When Evelyn “Bobbi” Trout (1906 – 2003) saw her first airplane fly overhead, it was love at first sight. On New Year’s Day of 1928, Bobbi began her training at a flight school in Los Angeles in May of that year, she finished her training and was given licence number 2613.
Bobbi was the fifth woman to get her transport licence in the US. She set three women’s endurance records in 1929. After making the first endurance record on January 2, 1929 that lasted for 12 hours and 11 minutes, she beat Viola Gentry’s eight hour flight, but her record was not about to last for long. Only 29 days later on January 31, Elinor Smith beat her record by an hour. From then on, it was back and forth all that year trying to beat each other. February 10, 1929, Bobbi would fly again to beat Elinor’s time. During this flight, she extended the record by almost four hours making the mark now 17 hours and 24 minutes. This was also the first all-night flight by a woman. Unfortunately, Elinor came back and beat Bobbi again making the new record almost 26 hours.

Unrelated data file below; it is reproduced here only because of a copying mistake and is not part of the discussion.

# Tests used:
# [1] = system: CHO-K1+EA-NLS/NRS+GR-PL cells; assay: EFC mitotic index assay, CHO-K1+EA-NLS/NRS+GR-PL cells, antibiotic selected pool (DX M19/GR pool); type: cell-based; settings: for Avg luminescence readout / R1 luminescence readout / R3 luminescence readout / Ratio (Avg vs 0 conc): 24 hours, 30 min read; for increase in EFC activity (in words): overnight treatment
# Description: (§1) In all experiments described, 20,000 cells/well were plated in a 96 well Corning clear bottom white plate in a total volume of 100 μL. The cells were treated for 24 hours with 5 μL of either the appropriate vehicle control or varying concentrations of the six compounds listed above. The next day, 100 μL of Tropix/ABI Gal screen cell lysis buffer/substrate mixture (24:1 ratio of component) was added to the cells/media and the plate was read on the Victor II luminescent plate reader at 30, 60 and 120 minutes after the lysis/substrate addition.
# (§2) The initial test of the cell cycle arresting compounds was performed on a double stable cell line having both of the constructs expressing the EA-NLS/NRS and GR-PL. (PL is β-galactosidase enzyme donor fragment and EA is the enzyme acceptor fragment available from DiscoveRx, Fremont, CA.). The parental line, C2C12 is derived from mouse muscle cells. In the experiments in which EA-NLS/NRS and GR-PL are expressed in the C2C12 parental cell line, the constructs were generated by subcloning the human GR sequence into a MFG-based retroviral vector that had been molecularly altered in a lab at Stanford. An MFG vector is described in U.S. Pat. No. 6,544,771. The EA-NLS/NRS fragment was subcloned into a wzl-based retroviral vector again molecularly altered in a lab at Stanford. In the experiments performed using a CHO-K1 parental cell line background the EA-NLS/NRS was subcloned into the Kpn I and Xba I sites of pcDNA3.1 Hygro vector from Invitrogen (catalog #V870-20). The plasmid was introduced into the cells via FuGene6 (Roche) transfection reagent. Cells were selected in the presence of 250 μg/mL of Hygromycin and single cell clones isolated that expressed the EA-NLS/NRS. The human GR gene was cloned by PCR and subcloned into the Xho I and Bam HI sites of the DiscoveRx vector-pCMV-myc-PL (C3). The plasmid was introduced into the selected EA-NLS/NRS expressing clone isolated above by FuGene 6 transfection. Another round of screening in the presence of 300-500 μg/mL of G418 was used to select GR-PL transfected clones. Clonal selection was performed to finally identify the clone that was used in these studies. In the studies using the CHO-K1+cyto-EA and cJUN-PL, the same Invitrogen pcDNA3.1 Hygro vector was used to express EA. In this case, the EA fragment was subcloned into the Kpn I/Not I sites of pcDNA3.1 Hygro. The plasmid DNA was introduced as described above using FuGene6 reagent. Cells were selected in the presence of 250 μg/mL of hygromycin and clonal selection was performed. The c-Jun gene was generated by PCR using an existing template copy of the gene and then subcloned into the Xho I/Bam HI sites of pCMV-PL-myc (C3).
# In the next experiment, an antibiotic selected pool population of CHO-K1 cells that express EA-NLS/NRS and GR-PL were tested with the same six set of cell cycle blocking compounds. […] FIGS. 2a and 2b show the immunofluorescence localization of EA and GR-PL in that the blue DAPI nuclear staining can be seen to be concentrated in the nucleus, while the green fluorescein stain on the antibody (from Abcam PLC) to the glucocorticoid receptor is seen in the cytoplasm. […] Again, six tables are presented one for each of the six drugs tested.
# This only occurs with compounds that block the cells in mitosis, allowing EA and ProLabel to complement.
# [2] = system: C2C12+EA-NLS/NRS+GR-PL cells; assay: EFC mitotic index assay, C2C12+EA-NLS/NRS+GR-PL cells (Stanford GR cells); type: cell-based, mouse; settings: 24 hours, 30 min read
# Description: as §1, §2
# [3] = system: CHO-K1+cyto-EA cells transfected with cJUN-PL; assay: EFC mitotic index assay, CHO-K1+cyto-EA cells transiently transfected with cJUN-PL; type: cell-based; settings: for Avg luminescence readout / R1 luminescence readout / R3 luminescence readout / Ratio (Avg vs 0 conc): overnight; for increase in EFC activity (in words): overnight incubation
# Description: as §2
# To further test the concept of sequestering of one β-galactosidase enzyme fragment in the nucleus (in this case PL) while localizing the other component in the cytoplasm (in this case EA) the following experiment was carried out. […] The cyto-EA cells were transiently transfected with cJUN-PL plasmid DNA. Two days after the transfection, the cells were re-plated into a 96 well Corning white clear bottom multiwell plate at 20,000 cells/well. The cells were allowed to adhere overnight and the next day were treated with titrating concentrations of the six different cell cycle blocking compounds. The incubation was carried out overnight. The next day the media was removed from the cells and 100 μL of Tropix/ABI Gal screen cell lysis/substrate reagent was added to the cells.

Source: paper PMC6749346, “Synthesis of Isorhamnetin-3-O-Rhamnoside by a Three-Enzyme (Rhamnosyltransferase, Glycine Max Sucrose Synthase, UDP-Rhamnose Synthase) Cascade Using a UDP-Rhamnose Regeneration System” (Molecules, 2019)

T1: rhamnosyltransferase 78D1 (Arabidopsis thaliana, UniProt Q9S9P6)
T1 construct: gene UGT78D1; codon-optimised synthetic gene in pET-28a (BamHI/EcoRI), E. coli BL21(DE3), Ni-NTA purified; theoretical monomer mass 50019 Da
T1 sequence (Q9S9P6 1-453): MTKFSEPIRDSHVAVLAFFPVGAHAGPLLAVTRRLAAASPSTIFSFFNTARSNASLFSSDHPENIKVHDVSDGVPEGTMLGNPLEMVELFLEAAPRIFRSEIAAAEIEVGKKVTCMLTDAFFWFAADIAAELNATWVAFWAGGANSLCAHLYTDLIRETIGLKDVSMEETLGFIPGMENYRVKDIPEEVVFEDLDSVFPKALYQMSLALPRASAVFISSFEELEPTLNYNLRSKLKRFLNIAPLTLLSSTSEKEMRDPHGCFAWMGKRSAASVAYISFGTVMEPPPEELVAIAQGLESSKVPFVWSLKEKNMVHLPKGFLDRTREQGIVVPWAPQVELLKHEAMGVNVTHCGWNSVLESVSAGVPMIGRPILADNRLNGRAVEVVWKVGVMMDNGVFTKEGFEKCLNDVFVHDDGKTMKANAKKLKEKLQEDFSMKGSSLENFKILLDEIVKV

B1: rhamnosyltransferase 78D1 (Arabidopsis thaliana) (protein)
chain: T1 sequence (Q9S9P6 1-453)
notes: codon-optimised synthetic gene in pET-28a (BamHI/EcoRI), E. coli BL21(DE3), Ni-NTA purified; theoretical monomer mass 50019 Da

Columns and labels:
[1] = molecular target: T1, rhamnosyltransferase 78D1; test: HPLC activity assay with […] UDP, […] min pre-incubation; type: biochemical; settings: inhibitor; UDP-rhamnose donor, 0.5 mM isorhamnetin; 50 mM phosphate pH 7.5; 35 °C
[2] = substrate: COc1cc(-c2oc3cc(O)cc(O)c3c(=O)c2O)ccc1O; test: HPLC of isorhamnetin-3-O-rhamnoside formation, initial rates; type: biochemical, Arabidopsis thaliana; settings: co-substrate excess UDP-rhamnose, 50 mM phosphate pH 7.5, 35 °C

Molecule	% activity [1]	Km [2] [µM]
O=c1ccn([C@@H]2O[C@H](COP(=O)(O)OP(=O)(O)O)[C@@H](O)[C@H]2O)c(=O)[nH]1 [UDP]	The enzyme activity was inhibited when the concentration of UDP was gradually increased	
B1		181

They kept on battling each other until someone thought that they should go together on an endurance flight and refuel in midair. So, in November of 1929, Elinor Smith and Bobbi Trout decided to fly together and attempt to beat the endurance record set by two men in July 1929. On November 27, 1930, they were able to refuel three and a half times and set a new endurance record of 42 hours and 3 1/2 minutes. They became the first women pilots to refuel a plane in mid-air.
After this endeavor, Bobbi tried again on the refueling endurance record except this time going with Edna May. In January 1931, they did set a new record after going through rough weather. In this refueling endurance, they set many records. They were airborne for 122 hours & 50 minutes, covering 7, 370 miles at an average speed of sixty miles per hour, taking on 1,138 gallons of fuel and 34 gallons of oil, and received food and supplies during 22 contacts with the refueling ship.
Bobbi remained very active in aviation even after her piloting days were over. Along with Pancho Barnes, they formed the Women’s Air Reserve, W.A.R., which was developed to aid in disasters where the only access to the people who need medical attention was by plane. Because of her achievements, she has received several awards, such as the OX5 Pioneer Woman of the Year Award in 1976.